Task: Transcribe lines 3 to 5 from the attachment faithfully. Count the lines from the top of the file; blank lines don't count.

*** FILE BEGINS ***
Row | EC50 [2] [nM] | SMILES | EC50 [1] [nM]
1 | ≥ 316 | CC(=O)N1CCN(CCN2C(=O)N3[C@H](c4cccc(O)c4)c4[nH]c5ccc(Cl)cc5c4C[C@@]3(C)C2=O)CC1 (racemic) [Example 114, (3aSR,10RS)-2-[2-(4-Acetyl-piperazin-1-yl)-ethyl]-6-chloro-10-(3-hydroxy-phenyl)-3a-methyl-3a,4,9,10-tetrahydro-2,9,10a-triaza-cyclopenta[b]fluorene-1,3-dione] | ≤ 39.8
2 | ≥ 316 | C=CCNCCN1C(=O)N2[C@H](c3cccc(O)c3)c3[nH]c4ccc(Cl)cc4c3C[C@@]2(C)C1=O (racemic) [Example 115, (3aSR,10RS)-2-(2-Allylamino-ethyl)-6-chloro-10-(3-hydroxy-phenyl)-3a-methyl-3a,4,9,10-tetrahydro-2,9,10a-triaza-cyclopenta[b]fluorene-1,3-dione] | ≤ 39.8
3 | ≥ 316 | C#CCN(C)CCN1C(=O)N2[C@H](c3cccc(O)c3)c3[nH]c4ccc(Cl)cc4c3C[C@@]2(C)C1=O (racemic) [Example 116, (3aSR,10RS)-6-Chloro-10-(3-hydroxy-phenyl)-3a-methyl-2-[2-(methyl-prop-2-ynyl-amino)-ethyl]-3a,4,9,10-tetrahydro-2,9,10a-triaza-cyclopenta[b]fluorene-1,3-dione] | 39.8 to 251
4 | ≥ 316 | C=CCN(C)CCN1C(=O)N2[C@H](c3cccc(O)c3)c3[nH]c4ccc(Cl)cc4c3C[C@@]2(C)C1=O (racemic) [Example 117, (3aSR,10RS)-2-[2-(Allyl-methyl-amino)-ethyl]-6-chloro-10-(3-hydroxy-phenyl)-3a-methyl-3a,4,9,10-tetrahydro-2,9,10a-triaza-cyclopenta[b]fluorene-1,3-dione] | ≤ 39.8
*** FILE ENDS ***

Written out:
2 | ≥ 316 | C=CCNCCN1C(=O)N2[C@H](c3cccc(O)c3)c3[nH]c4ccc(Cl)cc4c3C[C@@]2(C)C1=O (racemic) [Example 115, (3aSR,10RS)-2-(2-Allylamino-ethyl)-6-chloro-10-(3-hydroxy-phenyl)-3a-methyl-3a,4,9,10-tetrahydro-2,9,10a-triaza-cyclopenta[b]fluorene-1,3-dione] | ≤ 39.8
3 | ≥ 316 | C#CCN(C)CCN1C(=O)N2[C@H](c3cccc(O)c3)c3[nH]c4ccc(Cl)cc4c3C[C@@]2(C)C1=O (racemic) [Example 116, (3aSR,10RS)-6-Chloro-10-(3-hydroxy-phenyl)-3a-methyl-2-[2-(methyl-prop-2-ynyl-amino)-ethyl]-3a,4,9,10-tetrahydro-2,9,10a-triaza-cyclopenta[b]fluorene-1,3-dione] | 39.8 to 251
4 | ≥ 316 | C=CCN(C)CCN1C(=O)N2[C@H](c3cccc(O)c3)c3[nH]c4ccc(Cl)cc4c3C[C@@]2(C)C1=O (racemic) [Example 117, (3aSR,10RS)-2-[2-(Allyl-methyl-amino)-ethyl]-6-chloro-10-(3-hydroxy-phenyl)-3a-methyl-3a,4,9,10-tetrahydro-2,9,10a-triaza-cyclopenta[b]fluorene-1,3-dione] | ≤ 39.8